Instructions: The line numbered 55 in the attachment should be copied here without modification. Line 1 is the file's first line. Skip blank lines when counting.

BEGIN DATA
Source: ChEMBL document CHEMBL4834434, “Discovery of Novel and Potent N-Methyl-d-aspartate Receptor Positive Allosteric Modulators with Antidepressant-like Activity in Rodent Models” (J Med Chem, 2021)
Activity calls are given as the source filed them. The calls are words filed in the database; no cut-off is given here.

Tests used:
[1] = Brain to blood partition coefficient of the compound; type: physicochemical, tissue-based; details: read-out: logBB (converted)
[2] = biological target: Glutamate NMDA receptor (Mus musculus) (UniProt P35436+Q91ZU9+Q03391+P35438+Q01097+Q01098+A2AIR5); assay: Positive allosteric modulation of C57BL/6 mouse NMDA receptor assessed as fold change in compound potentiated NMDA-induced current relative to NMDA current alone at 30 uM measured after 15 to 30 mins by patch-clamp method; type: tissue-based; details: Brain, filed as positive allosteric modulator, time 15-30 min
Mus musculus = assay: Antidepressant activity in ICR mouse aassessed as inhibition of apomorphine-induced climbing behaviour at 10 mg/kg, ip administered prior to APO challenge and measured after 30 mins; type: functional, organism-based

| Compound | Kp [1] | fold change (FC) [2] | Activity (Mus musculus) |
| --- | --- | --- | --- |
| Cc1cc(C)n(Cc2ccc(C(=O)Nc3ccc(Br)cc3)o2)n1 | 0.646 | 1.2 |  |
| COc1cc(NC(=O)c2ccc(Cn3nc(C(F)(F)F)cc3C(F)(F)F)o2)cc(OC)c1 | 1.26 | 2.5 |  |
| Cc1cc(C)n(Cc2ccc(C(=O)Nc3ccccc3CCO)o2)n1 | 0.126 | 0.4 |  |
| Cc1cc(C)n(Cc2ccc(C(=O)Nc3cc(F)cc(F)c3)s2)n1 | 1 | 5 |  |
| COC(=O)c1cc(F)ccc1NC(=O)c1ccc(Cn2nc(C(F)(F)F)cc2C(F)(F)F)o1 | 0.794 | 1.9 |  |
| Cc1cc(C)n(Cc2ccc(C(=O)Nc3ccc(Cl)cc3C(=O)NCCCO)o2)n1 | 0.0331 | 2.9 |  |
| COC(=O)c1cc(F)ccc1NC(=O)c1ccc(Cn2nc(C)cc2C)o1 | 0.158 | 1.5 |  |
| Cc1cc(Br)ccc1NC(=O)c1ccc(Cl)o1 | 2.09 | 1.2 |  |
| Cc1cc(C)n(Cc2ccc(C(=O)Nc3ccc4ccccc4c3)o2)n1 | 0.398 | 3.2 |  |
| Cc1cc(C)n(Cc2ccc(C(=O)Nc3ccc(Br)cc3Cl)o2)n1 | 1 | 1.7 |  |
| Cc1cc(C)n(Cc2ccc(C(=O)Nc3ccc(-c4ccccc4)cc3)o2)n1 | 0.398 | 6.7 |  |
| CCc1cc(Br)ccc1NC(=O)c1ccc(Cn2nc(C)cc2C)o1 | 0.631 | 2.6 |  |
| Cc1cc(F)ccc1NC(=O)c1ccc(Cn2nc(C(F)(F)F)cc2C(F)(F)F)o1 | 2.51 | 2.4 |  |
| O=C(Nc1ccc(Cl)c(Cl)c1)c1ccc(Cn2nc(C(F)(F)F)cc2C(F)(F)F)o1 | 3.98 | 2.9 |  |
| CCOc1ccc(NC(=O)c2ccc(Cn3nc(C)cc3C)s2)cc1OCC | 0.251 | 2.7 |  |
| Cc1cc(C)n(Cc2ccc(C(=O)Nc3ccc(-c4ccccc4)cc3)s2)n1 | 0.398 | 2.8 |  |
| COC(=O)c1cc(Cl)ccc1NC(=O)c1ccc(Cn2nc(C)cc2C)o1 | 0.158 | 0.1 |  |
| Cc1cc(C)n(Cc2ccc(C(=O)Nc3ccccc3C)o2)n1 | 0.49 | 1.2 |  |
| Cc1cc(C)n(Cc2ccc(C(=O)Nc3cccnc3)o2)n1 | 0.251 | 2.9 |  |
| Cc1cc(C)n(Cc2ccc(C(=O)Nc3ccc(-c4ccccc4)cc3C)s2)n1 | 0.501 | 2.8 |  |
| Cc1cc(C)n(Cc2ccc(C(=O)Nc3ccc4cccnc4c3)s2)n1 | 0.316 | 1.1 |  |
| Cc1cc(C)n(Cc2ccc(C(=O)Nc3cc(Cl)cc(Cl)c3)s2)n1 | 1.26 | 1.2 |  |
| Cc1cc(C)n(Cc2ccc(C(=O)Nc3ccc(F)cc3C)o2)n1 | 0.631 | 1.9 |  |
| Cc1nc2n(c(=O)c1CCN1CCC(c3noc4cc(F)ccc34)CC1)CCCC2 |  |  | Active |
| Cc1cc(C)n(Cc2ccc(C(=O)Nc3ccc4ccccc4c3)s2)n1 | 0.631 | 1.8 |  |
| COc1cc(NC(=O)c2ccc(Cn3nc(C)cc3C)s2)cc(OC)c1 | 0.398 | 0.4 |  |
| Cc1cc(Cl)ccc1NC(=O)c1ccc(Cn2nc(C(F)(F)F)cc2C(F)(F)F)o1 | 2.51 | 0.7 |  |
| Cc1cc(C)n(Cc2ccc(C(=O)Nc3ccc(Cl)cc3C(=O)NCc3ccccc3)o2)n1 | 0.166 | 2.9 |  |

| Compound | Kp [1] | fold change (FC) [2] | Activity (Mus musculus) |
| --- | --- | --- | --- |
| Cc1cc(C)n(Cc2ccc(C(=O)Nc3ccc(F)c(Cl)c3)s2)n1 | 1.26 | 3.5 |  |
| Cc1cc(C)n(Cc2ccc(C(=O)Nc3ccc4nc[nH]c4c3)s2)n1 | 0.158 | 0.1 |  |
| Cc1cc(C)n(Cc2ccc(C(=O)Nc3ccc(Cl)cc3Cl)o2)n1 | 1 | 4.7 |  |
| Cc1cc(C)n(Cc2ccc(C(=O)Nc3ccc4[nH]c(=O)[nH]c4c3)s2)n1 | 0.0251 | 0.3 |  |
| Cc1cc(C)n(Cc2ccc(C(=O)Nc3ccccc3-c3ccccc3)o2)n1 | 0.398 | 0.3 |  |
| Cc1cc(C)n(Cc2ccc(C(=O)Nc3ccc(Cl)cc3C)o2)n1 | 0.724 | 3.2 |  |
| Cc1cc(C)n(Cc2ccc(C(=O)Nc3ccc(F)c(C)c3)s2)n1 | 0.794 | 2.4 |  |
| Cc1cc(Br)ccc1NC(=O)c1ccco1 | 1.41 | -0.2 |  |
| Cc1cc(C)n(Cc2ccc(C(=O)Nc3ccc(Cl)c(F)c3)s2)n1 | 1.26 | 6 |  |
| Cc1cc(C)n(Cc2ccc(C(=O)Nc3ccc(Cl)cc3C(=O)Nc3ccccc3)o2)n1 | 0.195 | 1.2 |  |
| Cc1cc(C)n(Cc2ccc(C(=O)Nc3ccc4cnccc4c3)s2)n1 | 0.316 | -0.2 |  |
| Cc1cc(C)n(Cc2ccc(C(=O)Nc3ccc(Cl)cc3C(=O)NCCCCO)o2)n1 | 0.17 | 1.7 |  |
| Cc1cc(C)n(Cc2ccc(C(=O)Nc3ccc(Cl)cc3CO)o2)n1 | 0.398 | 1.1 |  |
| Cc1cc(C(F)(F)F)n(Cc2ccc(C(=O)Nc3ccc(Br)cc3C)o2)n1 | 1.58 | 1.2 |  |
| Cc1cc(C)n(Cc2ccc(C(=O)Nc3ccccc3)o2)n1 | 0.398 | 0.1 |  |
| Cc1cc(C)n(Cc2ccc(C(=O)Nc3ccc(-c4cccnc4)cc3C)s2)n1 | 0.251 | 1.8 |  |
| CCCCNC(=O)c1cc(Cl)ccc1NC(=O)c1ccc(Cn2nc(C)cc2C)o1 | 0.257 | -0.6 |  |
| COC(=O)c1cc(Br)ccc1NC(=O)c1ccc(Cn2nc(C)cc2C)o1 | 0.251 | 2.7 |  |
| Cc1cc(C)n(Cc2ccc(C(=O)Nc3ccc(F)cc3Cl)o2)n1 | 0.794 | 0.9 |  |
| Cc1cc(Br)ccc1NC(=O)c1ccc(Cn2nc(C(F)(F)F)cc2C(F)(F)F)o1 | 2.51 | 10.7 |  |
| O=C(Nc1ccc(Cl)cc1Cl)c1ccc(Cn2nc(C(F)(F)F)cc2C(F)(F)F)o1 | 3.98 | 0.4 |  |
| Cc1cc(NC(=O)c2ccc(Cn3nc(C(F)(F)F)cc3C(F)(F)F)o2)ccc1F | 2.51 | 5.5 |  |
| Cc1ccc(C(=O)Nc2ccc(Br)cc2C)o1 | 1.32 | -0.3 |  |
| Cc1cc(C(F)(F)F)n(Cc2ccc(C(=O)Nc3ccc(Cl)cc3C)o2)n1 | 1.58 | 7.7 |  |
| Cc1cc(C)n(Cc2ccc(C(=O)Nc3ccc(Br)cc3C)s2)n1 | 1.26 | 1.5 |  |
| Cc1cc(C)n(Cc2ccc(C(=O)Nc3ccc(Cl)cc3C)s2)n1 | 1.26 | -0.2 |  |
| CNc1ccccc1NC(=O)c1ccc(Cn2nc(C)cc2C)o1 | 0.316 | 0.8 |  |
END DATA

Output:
| CCCCNC(=O)c1cc(Cl)ccc1NC(=O)c1ccc(Cn2nc(C)cc2C)o1 | 0.257 | -0.6 |  |